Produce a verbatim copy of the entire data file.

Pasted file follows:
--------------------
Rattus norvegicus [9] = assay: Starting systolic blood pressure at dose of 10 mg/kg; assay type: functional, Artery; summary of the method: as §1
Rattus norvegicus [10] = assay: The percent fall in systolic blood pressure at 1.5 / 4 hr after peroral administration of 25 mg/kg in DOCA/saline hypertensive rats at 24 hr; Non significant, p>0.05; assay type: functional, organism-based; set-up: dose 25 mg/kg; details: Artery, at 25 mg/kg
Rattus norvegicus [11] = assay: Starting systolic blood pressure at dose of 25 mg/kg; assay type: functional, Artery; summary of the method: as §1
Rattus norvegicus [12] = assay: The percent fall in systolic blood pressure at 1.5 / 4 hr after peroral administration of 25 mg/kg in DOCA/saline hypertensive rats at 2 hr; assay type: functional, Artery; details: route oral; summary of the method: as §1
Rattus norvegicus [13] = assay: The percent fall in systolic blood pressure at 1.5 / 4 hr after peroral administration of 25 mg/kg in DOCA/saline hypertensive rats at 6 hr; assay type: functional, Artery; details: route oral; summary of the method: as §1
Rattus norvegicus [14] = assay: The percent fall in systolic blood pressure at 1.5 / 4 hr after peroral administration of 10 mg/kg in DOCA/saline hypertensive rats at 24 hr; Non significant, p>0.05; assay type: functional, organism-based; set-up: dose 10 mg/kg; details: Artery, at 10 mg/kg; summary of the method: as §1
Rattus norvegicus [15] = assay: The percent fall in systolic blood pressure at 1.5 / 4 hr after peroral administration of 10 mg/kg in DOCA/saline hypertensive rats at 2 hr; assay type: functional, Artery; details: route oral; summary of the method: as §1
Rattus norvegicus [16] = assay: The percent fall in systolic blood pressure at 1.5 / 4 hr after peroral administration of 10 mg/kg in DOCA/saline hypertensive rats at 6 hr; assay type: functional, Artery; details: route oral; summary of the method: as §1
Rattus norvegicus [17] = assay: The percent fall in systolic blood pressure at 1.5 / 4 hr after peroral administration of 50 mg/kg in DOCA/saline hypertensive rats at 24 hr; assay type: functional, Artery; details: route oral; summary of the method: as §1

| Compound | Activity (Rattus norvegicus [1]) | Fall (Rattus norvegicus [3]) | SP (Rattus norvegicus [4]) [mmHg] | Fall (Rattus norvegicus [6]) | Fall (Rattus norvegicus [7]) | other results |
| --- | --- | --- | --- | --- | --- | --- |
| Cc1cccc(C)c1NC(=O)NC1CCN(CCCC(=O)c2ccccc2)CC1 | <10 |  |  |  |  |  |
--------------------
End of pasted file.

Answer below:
Rattus norvegicus [9] = assay: Starting systolic blood pressure at dose of 10 mg/kg; assay type: functional, Artery; summary of the method: as §1
Rattus norvegicus [10] = assay: The percent fall in systolic blood pressure at 1.5 / 4 hr after peroral administration of 25 mg/kg in DOCA/saline hypertensive rats at 24 hr; Non significant, p>0.05; assay type: functional, organism-based; set-up: dose 25 mg/kg; details: Artery, at 25 mg/kg
Rattus norvegicus [11] = assay: Starting systolic blood pressure at dose of 25 mg/kg; assay type: functional, Artery; summary of the method: as §1
Rattus norvegicus [12] = assay: The percent fall in systolic blood pressure at 1.5 / 4 hr after peroral administration of 25 mg/kg in DOCA/saline hypertensive rats at 2 hr; assay type: functional, Artery; details: route oral; summary of the method: as §1
Rattus norvegicus [13] = assay: The percent fall in systolic blood pressure at 1.5 / 4 hr after peroral administration of 25 mg/kg in DOCA/saline hypertensive rats at 6 hr; assay type: functional, Artery; details: route oral; summary of the method: as §1
Rattus norvegicus [14] = assay: The percent fall in systolic blood pressure at 1.5 / 4 hr after peroral administration of 10 mg/kg in DOCA/saline hypertensive rats at 24 hr; Non significant, p>0.05; assay type: functional, organism-based; set-up: dose 10 mg/kg; details: Artery, at 10 mg/kg; summary of the method: as §1
Rattus norvegicus [15] = assay: The percent fall in systolic blood pressure at 1.5 / 4 hr after peroral administration of 10 mg/kg in DOCA/saline hypertensive rats at 2 hr; assay type: functional, Artery; details: route oral; summary of the method: as §1
Rattus norvegicus [16] = assay: The percent fall in systolic blood pressure at 1.5 / 4 hr after peroral administration of 10 mg/kg in DOCA/saline hypertensive rats at 6 hr; assay type: functional, Artery; details: route oral; summary of the method: as §1
Rattus norvegicus [17] = assay: The percent fall in systolic blood pressure at 1.5 / 4 hr after peroral administration of 50 mg/kg in DOCA/saline hypertensive rats at 24 hr; assay type: functional, Artery; details: route oral; summary of the method: as §1

| Compound | Activity (Rattus norvegicus [1]) | Fall (Rattus norvegicus [3]) | SP (Rattus norvegicus [4]) [mmHg] | Fall (Rattus norvegicus [6]) | Fall (Rattus norvegicus [7]) | other results |
| --- | --- | --- | --- | --- | --- | --- |
| Cc1cccc(C)c1NC(=O)NC1CCN(CCCC(=O)c2ccccc2)CC1 | <10 |  |  |  |  |  |